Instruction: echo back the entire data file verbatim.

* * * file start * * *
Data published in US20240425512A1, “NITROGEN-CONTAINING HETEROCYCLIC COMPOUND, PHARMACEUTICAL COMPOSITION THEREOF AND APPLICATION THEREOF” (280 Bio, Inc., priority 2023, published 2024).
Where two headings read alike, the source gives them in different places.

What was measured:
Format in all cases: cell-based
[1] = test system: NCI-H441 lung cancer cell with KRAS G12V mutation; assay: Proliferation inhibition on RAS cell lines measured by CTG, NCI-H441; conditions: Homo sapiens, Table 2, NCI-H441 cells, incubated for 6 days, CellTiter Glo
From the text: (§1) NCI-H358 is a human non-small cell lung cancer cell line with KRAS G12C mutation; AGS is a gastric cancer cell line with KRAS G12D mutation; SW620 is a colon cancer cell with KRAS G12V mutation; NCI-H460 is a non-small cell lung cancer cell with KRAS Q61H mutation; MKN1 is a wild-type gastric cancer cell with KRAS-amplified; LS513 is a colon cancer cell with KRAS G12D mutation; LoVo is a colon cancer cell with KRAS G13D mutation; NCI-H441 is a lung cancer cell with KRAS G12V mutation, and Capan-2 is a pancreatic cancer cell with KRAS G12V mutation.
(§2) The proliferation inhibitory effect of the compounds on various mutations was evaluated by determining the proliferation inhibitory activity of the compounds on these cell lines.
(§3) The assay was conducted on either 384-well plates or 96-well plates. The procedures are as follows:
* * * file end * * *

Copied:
Data published in US20240425512A1, “NITROGEN-CONTAINING HETEROCYCLIC COMPOUND, PHARMACEUTICAL COMPOSITION THEREOF AND APPLICATION THEREOF” (280 Bio, Inc., priority 2023, published 2024).
Where two headings read alike, the source gives them in different places.

What was measured:
Format in all cases: cell-based
[1] = test system: NCI-H441 lung cancer cell with KRAS G12V mutation; assay: Proliferation inhibition on RAS cell lines measured by CTG, NCI-H441; conditions: Homo sapiens, Table 2, NCI-H441 cells, incubated for 6 days, CellTiter Glo
From the text: (§1) NCI-H358 is a human non-small cell lung cancer cell line with KRAS G12C mutation; AGS is a gastric cancer cell line with KRAS G12D mutation; SW620 is a colon cancer cell with KRAS G12V mutation; NCI-H460 is a non-small cell lung cancer cell with KRAS Q61H mutation; MKN1 is a wild-type gastric cancer cell with KRAS-amplified; LS513 is a colon cancer cell with KRAS G12D mutation; LoVo is a colon cancer cell with KRAS G13D mutation; NCI-H441 is a lung cancer cell with KRAS G12V mutation, and Capan-2 is a pancreatic cancer cell with KRAS G12V mutation.
(§2) The proliferation inhibitory effect of the compounds on various mutations was evaluated by determining the proliferation inhibitory activity of the compounds on these cell lines.
(§3) The assay was conducted on either 384-well plates or 96-well plates. The procedures are as follows: